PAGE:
All VW models come with a clean pollen filter under the hood. This is surely a godsend for allergy sufferers; the Kirkland area, after all, is known for heavy pollen during the fall season. A VW pollen filter prevents uncontrollable coughing and sneezing fits while behind the wheel. Learn more about the pollen filter and how to keep it in good condition.
How a VW Pollen Filter Works
A pollen filter is not a whole lot different from a conventional car cabin filter. The ones installed on VW vehicles are made from activated carbon. These are highly porous fibers that trap the smallest air contaminants and prevent them from entering the cabin. One filters out essentially 99% of pollen as small as 0.5 micrometers. Along with preventing the sniffles and watery eyes, the filter also blocks unpleasant odors and keeps away particles that might adhere to the windshield.
Like all other filters, a pollen filter will eventually need to be replaced. It’s recommended that the filter be replaced every 30,000 miles, or every two years, whichever comes first. It will also need to be changed sooner if you notice the normal symptoms of a worn filter, such as strange odors, poor AC airflow, and particle build-up on the windows. Schedule an appointment with a VW & Audi service to have it looked at and changed.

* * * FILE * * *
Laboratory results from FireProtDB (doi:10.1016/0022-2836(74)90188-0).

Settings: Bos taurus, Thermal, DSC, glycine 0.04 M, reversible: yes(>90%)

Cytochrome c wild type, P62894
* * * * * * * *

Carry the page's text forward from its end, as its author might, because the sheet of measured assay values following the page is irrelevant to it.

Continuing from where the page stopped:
Also keep in mind that older VW models may only have a conventional filter. A German auto mechanic can retrofit it with an up-to-date activated carbon filter.
We’ll Replace Your Pollen Filter
Contact Buttera Motors to have your filter changed. A pollen filter is no ordinary cabin filter and should be replaced by an Audi and VW repair service; we fit that description. Read our story to find out just why we’re Kirkland’s go-to service for German vehicle maintenance. We do VW pollen filter changes all the time for VWs of all makes and models.
Edited by Justin Vorhees
Volkswagen Filter Inspection and Replacement
VW and Audi service in Bothell, Bellevue, Kirkland, Kenmore, Redmond & Woodinville